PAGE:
Q: I am completely overwhelmed by my music collection as it is stored in way too many places. I primarily had my music stored on my MacBook, but once that got too small I bought a 400 GB networked hard drive and started storing my music there. I also now have songs from several hundred CD’s on my new Mac Mini that aren’t on either my iPhone or my iPod. I would like to have everything in a central location be it the networked hard drive or the Mac Mini, although my preference is the networked hard drive.
A: Ideally, your primary goal should be to consolidate all of your music into a single iTunes library, with the music stored in a single location. You will find that your iTunes library and music collection is much easier to manage and maintain in this scenario, both within iTunes itself and also for the purpose of synchronizing to your various media devices.
The key problem here is that iTunes does not provide any direct way to merge two different iTunes libraries. This means that you will essentially need to manually import all of your music and other media files into a single library database. This can either be a completely new iTunes library that you create in order to consolidate everything, or you can simply import the content from your other libraries into whichever is your “main” library.
The good news is that all of your primary track information should actually be stored in your media files themselves, and iTunes will pick this up when you reimport those files into a new library. The only information that will not come across when importing tracks into a new library is iTunes-specific data such as ratings, last played dates, play counts and your individual playlists. However there are Applescripts that can be used to manually adjust information such play counts and last played dates and it is possible to export your playlists from one library and import them into another.
You can also easily keep your media content on the networked hard drive, although you’ll want to be careful about setting up more than one iTunes library against that networked location as you’ll only be sharing your content—the individual library databases won’t be automatically kept up to date and it will therefore be easy for things to fall out of sync with each other. Another option is you plan on accessing your iTunes library database from multiple computers is to simply put the iTunes library database on the networked hard drive and then point all of your computers to use that database. Note, however, that you will still need to be very careful about only running one copy of iTunes at a time as it is not designed to be accessed by multiple computers and data corruption can occur if you try to do this.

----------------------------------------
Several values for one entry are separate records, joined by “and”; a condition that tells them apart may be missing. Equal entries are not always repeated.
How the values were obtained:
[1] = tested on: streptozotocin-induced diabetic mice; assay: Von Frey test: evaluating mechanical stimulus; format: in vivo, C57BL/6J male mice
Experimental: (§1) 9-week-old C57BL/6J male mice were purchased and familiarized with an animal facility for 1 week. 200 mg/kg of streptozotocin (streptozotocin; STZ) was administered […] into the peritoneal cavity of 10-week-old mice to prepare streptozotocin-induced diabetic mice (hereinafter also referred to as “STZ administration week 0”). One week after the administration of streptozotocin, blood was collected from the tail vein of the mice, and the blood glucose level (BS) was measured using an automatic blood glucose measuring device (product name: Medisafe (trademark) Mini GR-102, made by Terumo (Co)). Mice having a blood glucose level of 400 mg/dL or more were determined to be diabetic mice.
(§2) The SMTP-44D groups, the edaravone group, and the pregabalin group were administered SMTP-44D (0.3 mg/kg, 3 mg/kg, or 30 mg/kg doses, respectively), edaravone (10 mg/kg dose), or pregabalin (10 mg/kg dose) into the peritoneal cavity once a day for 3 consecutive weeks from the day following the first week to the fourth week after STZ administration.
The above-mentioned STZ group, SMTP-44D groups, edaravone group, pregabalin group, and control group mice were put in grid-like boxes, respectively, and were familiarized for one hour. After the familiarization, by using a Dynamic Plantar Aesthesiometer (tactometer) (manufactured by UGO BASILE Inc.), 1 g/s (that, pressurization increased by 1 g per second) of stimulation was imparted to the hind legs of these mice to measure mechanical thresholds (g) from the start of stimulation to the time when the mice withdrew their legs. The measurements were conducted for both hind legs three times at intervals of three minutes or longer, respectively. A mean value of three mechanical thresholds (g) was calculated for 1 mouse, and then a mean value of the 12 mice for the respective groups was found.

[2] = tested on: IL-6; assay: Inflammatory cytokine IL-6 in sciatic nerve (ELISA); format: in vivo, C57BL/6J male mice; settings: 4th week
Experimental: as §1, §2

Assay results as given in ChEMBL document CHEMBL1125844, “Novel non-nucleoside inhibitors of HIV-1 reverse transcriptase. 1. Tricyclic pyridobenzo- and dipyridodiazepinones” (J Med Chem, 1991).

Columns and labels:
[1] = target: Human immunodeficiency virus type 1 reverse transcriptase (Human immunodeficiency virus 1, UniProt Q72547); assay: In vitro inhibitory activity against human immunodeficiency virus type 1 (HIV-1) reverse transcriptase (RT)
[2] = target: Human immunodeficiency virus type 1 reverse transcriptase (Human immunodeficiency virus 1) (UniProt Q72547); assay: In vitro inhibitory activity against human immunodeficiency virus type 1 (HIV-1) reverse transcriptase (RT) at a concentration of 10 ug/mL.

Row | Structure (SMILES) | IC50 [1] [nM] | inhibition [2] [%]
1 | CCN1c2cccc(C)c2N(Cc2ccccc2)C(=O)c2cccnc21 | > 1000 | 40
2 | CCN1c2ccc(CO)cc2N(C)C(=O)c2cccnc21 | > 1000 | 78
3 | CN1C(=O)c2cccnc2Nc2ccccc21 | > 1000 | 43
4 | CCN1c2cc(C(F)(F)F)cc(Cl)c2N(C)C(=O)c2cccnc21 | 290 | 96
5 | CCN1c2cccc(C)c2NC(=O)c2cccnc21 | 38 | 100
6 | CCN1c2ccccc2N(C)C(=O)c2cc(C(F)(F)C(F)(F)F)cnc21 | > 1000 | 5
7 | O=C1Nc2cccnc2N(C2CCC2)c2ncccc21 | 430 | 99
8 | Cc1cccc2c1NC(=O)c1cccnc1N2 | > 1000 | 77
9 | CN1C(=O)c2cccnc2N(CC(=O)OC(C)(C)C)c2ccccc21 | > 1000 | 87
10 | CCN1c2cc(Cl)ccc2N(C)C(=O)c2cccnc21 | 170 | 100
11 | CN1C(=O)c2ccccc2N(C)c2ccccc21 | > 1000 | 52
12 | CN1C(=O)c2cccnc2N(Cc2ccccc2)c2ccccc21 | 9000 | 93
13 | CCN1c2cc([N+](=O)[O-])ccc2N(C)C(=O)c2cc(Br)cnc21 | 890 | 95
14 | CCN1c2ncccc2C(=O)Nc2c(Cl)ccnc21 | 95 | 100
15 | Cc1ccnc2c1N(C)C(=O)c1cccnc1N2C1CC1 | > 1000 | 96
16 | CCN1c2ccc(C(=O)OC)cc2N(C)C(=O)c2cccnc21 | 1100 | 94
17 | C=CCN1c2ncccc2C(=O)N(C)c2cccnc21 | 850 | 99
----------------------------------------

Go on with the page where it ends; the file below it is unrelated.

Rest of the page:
So with all of the above in mind, your best option is to choose whatever library you consider to be your “primary”—likely the one you load your iPod and iPhone from—and then ensure that you’ve consolidated all of your content from that library onto the networked hard drive by following the instructions in our tutorial on Transferring your iTunes Library.
Once your main library has been consolidated onto the networked hard drive, check your iTunes Preferences to ensure that the iTunes Media folder is still set to that network location and that the Copy files to iTunes Media folder when adding to library option is enabled.
You can then begin importing your additional tracks from your other sources into your main library. The tracks will be copied from their original locations to the iTunes Media folder path, which should reside on the networked hard drive. Music from other computers can be imported via a network connection to those computers or simply copied onto an external hard drive and imported from there.
Once this has been done, you will be left with a single, master iTunes library containing all of your content which will be stored on the networked hard drive. You can also find instructions in the Transferring your iTunes Library article on how to move your library database over to the networked hard drive in the event that you want to be able to access it from more than one computer.
Note that it is also possible to accomplish this using iTunes Home Sharing, provided that all of the content that you want to consolidate is already stored in iTunes on the other computers. If you have extra files lying around that haven’t been imported into an iTunes library, however, you’ll need to import them into iTunes directly from the file system in the traditional manner. As it relies on a network connection, iTunes Home Sharing will also be slower than copying your tracks over via a directly attached external hard drive.
If your other iTunes libraries contain playlists that you want to migrate to the new main library, you can do this by opening these other libraries, selecting the individual playlists you want to export and then choosing File, Library, Export Playlist and saving them to an XML file. You can then copy the resulting XML files to the computer with your main library and use the File, Library, Import Playlist option to import them.
One important thing to keep in mind is that you will need to ensure that your networked hard drive is mounted and accessible before starting iTunes on your computer. If iTunes cannot find it’s Media folder path, it will revert back to the default path on your local hard drive, causing any new tracks to be imported from that location; you’l need to restart iTunes once the network path is available to fix this—iTunes won’t pick it up automatically while it’s running.